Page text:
The Firelands Kitchen

The Firelands Kitchen by Erin Howarth

More On Dairy - Buttermilk Is A Powerhouse Ingredient

 

Since last week’s recipe for Buttermilk-Brined chicken, I’ve determined I really like the results from the grill when meats are marinated in buttermilk.

In doing some reading about the science behind buttermilk brines/marinades from Dan Gill of Something Different restaurant in Urbanna, Virginia, I’ve learned that traditional acid and oil marinades do not penetrate – they just flavor and tenderize the surface of meats. In fact, strong acids like vinegar and lemon juice actually toughen muscle fibers - not really the result we’re going for when grilling!

Gill writes on his restaurant’s website, www.pine3.info: “Southern cooks have long known that chicken fries crisper and is more tender and juicy if soaked in buttermilk before cooking. Eastern and Mediterranean cultures use buttermilk or yogurt to improve the texture and flavor of goat and mutton. Many hunters know that a simple buttermilk brine does wonderful things to venison and wild turkey as it mellows strong, gamey flavors. It was long assumed that the acids and enzymes in buttermilk and yogurt tenderized meat. It is now known that calcium in these dairy products triggers “aging” enzymes within muscle and connective tissues, which, in turn, degrade certain proteins that hold bundles of muscle fibers together.”

Gill goes on to explain that the science behind buttermilk isn’t just for the grill. “Buttermilk is also the key to making light, moist and tasty biscuits, hotcakes and corn breads. Acids in buttermilk react with baking soda to produce harmless bubbles of CO2 gas for leavening. Proportions and timing are fairly critical: Acidity varies with different buttermilks but the rule of thumb calls for one teaspoon of soda to neutralize two cups of buttermilk. Too much soda results in “off” flavors. The reaction rate decreases over time and increases with temperature so it is best to add the soda just before cooking or keep the batter cold.”

Mr. Gill is also kind enough to share two buttermilk recipes on his website - one for a brine and one for hotcakes.

Thank you for reading and I hope you enjoy this week’s recipes!

 

Basic, All-purpose Brine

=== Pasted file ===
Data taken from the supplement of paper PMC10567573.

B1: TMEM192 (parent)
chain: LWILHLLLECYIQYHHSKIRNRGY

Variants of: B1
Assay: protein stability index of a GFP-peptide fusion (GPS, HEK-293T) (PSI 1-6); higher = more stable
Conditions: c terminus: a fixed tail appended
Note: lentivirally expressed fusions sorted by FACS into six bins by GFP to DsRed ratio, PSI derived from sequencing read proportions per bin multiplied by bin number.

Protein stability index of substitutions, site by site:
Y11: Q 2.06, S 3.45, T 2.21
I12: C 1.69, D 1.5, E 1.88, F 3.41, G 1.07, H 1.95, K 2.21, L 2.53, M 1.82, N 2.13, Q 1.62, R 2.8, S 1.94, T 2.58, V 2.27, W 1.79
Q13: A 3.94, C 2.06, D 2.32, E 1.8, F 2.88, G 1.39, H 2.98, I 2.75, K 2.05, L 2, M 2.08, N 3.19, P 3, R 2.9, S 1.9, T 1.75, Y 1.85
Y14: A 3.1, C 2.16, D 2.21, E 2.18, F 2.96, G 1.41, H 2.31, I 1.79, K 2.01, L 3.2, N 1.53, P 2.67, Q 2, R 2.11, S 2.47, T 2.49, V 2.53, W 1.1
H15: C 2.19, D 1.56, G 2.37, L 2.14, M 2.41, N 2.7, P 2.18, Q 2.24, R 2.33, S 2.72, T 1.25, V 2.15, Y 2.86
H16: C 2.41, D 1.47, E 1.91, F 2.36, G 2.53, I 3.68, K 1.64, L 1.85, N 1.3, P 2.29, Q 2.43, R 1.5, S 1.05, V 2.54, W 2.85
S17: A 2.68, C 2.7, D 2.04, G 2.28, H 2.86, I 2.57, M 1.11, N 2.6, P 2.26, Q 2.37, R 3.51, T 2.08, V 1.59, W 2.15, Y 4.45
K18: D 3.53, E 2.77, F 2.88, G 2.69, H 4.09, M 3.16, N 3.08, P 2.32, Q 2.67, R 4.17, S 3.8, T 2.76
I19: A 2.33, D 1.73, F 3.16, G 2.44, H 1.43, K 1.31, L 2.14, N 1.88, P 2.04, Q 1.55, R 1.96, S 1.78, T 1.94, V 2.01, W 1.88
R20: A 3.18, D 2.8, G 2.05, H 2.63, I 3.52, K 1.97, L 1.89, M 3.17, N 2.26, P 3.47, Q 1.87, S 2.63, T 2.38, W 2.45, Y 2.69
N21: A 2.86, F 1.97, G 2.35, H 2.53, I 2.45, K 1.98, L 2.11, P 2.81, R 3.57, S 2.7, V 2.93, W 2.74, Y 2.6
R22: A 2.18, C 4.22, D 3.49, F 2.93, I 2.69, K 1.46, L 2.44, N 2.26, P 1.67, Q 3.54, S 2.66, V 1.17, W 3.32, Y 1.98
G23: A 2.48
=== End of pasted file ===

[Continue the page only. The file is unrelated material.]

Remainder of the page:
Per gallon of liquid (water, buttermilk or a combination) stir to dissolve:

1 cup of salt (preferably non-iodized dairy, kosher, or pickling)

1/2 cup of sugar (I like molasses)

2 Tbsp. of ground pepper (I use freshly ground)

1 Tbsp. each of granulated garlic and granulated onion

Just about any other seasonings or herbs can be added for flavor - I always include a little allspice as homage to the origins of barbecue. Ginger, rosemary and red pepper are popular additions. Use a non-reactive container such as plastic, glass or stainless steel (re-sealable plastic bags work great for small cuts). Cover completely with brine and refrigerate for about 12 hours. I don’t bother with rinsing or soaking in fresh water before cooking.

 

Helen’s Buttermilk Hotcakes

2 cups of white or whole-wheat flour or 1 cup flour plus

1 cup seconds, middlings, corn meal or buckwheat

Stir in 1 tsp. of salt and 1 tsp. of baking soda.

Add 2 eggs and 1 Tbsp. of bacon grease and beat the eggs a little with a fork.

Mix in buttermilk until the batter drips from a spoon.

Heat a lightly oiled griddle until a moistened fingertip sizzles when quickly touched. A little salt sprinkled on the hot griddle, and wiped off, supposedly keeps the hotcakes from sticking. Mother also had a special tablespoon to dip the batter and pour five cakes at a time about four inches in diameter. When the bubble holes from escaping gas stopped closing completely on the upper surface, she flipped the cakes to cook the other side.

 

Buttermilk Pork Chops

2 cups buttermilk

3 Tbsp. packed light brown sugar

4 Tbsp. extra -virgin olive oil

Kosher salt

6 cloves garlic, smashed

6 bay leaves

2 teaspoons hot sauce

12 black peppercorns

1 lemon

6 bone-in center -cut pork loin chops (1-inch thick? about 3 pounds total)

Make the brine: Combine the buttermilk, brown sugar, 2 tablespoons olive oil, 3 tablespoons salt, the garlic, bay leaves, hot sauce and peppercorns in a large bowl. Remove 4 wide strips of lemon zest with a vegetable peeler and add to the brine? squeeze in the juice of half of the lemon. Pierce both sides of the pork chops a few times with a paring knife. Add the pork to the brine, turning to coat. Cover and refrigerate at least 4 hours or overnight. Remove the pork chops from the refrigerator 30 minutes before grilling. Preheat a grill to medium high and lightly brush the grates with vegetable oil. Remove the pork from the brine, letting the excess drip off, and transfer to the grill. Cover and cook until marked, about 7 minutes. Flip and continue cooking, uncovered, until the other side is marked, about 7 more minutes.